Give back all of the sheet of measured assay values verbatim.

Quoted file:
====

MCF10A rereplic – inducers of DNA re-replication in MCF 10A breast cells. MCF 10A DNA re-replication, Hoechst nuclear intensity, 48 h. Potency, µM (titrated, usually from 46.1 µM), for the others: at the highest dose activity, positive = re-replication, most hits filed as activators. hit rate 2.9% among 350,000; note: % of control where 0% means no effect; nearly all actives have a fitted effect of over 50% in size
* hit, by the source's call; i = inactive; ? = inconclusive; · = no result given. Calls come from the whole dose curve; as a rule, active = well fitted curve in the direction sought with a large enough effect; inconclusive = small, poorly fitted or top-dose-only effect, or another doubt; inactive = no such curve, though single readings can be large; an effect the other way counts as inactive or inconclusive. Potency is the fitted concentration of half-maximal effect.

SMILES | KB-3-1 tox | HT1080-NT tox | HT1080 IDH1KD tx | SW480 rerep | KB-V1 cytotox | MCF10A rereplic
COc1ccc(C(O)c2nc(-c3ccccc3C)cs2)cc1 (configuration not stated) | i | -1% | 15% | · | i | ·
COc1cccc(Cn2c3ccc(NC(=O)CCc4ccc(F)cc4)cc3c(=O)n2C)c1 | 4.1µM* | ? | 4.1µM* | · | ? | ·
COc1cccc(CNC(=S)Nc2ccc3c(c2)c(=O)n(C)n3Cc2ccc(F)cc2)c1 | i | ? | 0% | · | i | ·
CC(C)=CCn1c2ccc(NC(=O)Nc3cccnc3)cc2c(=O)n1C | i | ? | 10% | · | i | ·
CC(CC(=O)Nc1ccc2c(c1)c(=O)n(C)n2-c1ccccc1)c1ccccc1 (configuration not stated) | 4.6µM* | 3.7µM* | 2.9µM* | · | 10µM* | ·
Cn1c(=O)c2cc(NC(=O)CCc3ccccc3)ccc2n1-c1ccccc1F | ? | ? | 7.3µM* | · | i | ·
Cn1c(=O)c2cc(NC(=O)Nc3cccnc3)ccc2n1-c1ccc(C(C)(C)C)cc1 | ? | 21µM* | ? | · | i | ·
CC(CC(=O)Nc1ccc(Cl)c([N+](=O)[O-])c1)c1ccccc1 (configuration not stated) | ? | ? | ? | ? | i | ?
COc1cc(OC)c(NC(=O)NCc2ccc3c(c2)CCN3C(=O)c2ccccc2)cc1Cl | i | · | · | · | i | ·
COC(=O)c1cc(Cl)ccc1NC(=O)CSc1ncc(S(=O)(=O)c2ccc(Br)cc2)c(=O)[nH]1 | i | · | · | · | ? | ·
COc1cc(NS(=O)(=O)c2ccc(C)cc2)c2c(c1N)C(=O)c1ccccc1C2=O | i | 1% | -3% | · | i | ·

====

MCF10A rereplic – inducers of DNA re-replication in MCF 10A breast cells. MCF 10A DNA re-replication, Hoechst nuclear intensity, 48 h. Potency, µM (titrated, usually from 46.1 µM), for the others: at the highest dose activity, positive = re-replication, most hits filed as activators. hit rate 2.9% among 350,000; note: % of control where 0% means no effect; nearly all actives have a fitted effect of over 50% in size
* hit, by the source's call; i = inactive; ? = inconclusive; · = no result given. Calls come from the whole dose curve; as a rule, active = well fitted curve in the direction sought with a large enough effect; inconclusive = small, poorly fitted or top-dose-only effect, or another doubt; inactive = no such curve, though single readings can be large; an effect the other way counts as inactive or inconclusive. Potency is the fitted concentration of half-maximal effect.

SMILES | KB-3-1 tox | HT1080-NT tox | HT1080 IDH1KD tx | SW480 rerep | KB-V1 cytotox | MCF10A rereplic
COc1ccc(C(O)c2nc(-c3ccccc3C)cs2)cc1 (configuration not stated) | i | -1% | 15% | · | i | ·
COc1cccc(Cn2c3ccc(NC(=O)CCc4ccc(F)cc4)cc3c(=O)n2C)c1 | 4.1µM* | ? | 4.1µM* | · | ? | ·
COc1cccc(CNC(=S)Nc2ccc3c(c2)c(=O)n(C)n3Cc2ccc(F)cc2)c1 | i | ? | 0% | · | i | ·
CC(C)=CCn1c2ccc(NC(=O)Nc3cccnc3)cc2c(=O)n1C | i | ? | 10% | · | i | ·
CC(CC(=O)Nc1ccc2c(c1)c(=O)n(C)n2-c1ccccc1)c1ccccc1 (configuration not stated) | 4.6µM* | 3.7µM* | 2.9µM* | · | 10µM* | ·
Cn1c(=O)c2cc(NC(=O)CCc3ccccc3)ccc2n1-c1ccccc1F | ? | ? | 7.3µM* | · | i | ·
Cn1c(=O)c2cc(NC(=O)Nc3cccnc3)ccc2n1-c1ccc(C(C)(C)C)cc1 | ? | 21µM* | ? | · | i | ·
CC(CC(=O)Nc1ccc(Cl)c([N+](=O)[O-])c1)c1ccccc1 (configuration not stated) | ? | ? | ? | ? | i | ?
COc1cc(OC)c(NC(=O)NCc2ccc3c(c2)CCN3C(=O)c2ccccc2)cc1Cl | i | · | · | · | i | ·
COC(=O)c1cc(Cl)ccc1NC(=O)CSc1ncc(S(=O)(=O)c2ccc(Br)cc2)c(=O)[nH]1 | i | · | · | · | ? | ·
COc1cc(NS(=O)(=O)c2ccc(C)cc2)c2c(c1N)C(=O)c1ccccc1C2=O | i | 1% | -3% | · | i | ·